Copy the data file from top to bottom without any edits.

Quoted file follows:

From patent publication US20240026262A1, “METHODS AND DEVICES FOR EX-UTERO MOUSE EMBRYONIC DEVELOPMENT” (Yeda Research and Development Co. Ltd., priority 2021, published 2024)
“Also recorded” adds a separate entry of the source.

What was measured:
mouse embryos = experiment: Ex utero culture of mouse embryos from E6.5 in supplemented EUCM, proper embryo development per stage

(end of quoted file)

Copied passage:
From patent publication US20240026262A1, “METHODS AND DEVICES FOR EX-UTERO MOUSE EMBRYONIC DEVELOPMENT” (Yeda Research and Development Co. Ltd., priority 2021, published 2024)
“Also recorded” adds a separate entry of the source.

What was measured:
mouse embryos = experiment: Ex utero culture of mouse embryos from E6.5 in supplemented EUCM, proper embryo development per stage